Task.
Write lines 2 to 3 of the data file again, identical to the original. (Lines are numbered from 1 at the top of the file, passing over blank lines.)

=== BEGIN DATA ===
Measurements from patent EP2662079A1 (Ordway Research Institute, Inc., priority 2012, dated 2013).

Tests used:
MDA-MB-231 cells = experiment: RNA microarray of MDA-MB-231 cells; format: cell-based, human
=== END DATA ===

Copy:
Tests used:
MDA-MB-231 cells = experiment: RNA microarray of MDA-MB-231 cells; format: cell-based, human